Monday 23 May 2016

Labour is disconnected from its voters over the EU

 I was talking to an electrician last Friday who commented on my window posters and told me that he was also going to give the two-fingered salute to the Federasts and their EU wet dream. He went on to tell me that at the age of 50 he had never voted in his life - not even in the 2014 Scottish referendum - but this  vote was so important that he had registered. His wife shares his anger, but has not yet registered, so I told him to buy her a bunch of flowers and when she gets all sentimental, stick the form in front of her to sign. He agreed that this was a good strategy.

Also on Friday, Labour gave us another Gillian Duffy moment when an MP named Pat Glass was caught on tape moaning that a voter was "a horrible racist." The poor man has done to ground and the Glass woman has had to make a grovelling apology just as the then Prime Mentalist did in 2010, but it tells you everything you need to know about today's Labour Party and the people who infest it from top to bottom.

The 1975 referendum on Britain's membership of what was then called the EEC was called for the simple reason that Labour was split right down the middle over the issue, and it was the only way that Harold Wilson could hold the party together. Cabinet members were allowed to campaign for one side or the other, and the majority of the party's rank and file members voted to leave. What the referendum meant was that when the dust had settled the party held together, which was all Wilson was after.

Today, Labour is pretty much united as a Federast wet dream, with the parliamentary party and the membership by and large united behind the desire to keep the country as a province of the European Union. That's fine, but the bulk of Leavers will be the self employed like my electrician, along with the low paid and the claimants. The C2 and D/E element in Britain, in other words, and we are all, every single one of us, getting mighty cheesed off by Labour's antics.

I have never seen such a disconnect between Labour and its voters as I have seen recently. Along with Pat Glass we had Emily, Lady Nugee MP, another entryist, who also enjoys mocking the people that she expects to vote for her.

You expect such insolence from the middle and upper classes, two groups that have become insufferable over the past few years, but the attitude of the party's members is new and troubling. Inasmuch as Labour even has a membership these days it seems to be made up of the  local government employed C1 stratum of teachers, social workers, generic local government and NHS managers and other ancillary rabble. I can just about take the old aristocracy, but this new polyocracy leaves me feeling in need of a nice hot bath. It is that polyocracy that gives the nominations to the likes of Glass and Nuggee for their safe, cushy parliamentary seats. Then they wonder why formerly rock-solid Labour seats become marginal all of a sudden.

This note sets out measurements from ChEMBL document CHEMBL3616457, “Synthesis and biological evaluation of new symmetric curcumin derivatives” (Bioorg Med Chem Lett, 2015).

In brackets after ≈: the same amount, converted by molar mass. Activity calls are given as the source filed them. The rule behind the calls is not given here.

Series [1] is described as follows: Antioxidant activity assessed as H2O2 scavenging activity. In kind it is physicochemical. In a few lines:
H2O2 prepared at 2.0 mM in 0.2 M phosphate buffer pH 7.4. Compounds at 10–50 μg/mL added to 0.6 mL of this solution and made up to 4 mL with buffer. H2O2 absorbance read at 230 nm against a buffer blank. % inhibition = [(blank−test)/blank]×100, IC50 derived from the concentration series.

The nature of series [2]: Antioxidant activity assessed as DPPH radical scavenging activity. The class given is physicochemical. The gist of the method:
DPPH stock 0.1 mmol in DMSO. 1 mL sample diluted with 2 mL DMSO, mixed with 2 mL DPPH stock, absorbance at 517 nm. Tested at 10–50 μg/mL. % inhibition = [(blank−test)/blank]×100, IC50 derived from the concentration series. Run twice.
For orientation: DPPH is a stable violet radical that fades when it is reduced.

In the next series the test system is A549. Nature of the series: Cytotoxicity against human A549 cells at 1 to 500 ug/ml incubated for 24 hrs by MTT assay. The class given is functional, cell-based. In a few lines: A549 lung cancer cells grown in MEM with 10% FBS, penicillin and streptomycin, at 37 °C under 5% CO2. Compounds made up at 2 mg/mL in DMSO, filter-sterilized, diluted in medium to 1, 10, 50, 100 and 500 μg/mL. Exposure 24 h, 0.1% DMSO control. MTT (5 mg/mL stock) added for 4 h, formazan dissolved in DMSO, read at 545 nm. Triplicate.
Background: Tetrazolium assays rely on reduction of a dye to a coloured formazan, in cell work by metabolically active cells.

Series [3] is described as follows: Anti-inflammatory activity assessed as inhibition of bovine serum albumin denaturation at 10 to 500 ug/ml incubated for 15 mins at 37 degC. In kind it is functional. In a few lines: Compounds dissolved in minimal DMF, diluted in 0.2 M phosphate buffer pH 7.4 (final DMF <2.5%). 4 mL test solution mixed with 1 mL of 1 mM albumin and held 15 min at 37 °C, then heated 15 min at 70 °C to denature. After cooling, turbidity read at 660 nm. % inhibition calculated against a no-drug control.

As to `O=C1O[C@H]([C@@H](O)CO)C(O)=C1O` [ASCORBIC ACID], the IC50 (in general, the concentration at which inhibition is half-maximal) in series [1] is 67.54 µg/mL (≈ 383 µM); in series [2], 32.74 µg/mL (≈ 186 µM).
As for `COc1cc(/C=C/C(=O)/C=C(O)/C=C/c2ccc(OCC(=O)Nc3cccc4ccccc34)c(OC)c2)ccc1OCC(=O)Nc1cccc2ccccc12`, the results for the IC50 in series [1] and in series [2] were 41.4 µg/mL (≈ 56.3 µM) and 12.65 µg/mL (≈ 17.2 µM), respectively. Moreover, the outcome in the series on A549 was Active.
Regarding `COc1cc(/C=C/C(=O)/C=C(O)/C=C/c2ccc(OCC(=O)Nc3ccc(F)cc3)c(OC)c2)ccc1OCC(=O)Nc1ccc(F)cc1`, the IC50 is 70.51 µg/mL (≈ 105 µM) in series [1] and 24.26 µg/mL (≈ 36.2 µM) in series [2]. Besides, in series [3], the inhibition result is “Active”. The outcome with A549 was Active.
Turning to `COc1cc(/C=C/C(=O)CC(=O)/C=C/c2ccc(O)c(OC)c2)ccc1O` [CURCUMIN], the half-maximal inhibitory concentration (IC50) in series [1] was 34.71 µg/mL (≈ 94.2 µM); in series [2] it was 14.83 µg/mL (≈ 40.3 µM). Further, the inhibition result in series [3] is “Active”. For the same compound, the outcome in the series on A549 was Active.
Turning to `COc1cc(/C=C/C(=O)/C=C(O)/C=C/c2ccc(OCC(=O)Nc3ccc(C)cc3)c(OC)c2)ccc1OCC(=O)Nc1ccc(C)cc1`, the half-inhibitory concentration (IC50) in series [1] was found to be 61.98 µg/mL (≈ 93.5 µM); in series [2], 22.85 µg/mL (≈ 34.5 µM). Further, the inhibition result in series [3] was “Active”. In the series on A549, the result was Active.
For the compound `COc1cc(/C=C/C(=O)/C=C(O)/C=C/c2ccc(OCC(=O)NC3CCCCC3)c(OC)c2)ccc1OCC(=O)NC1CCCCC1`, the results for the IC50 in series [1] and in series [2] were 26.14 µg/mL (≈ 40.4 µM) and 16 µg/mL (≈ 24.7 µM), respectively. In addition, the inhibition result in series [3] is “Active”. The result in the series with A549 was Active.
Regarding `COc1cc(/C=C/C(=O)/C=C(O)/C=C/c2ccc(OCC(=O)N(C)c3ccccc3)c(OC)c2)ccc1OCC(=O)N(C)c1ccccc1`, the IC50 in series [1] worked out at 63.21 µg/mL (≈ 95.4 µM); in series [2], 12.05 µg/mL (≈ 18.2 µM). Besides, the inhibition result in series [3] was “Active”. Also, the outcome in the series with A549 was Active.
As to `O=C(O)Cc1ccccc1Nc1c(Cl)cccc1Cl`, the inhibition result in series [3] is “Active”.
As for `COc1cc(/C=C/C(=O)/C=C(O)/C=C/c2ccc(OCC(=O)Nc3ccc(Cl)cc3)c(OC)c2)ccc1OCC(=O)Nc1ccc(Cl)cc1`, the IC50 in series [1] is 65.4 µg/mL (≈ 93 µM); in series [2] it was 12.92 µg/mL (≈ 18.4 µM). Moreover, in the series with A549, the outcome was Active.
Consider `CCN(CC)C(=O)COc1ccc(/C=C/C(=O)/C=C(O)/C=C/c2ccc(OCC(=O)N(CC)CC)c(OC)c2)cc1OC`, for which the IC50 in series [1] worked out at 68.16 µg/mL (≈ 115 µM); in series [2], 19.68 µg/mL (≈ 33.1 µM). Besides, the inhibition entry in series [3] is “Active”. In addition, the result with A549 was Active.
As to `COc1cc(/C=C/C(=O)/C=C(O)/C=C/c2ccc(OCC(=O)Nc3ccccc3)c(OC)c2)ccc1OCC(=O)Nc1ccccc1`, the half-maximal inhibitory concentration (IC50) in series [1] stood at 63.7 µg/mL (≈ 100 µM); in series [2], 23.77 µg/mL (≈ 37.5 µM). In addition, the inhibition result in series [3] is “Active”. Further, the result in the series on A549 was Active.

The days when Labour activists lived on the same estates as the voters, and went drinking in the same swill shops on Friday evenings are long over. Labour's activists are lower middle class types who have more in common with the people that the voters hate and the policies that they oppose.

Labour lost Scotland forever in 2014 when it decided to support the Union when the bulk of its core vote had decided on a punt for independence. Now, in the rest of the country, Labour is a Federast party that wants to grovel to Brussels, whilst the bulk of its voters are Leavers.

From top to bottom, Labour has to realise that you cannot mock your voters and then expect them to vote for you. Neither can you have a policy such as the Federast one that the party enthuses over today, and expect a core vote that has been left behind by the forward march of globalised capitalism to fall in line behind that policy.

I predict that Labour in England will suffer the same fate as its  Scottish counterpart, once the dust settles from this referendum.

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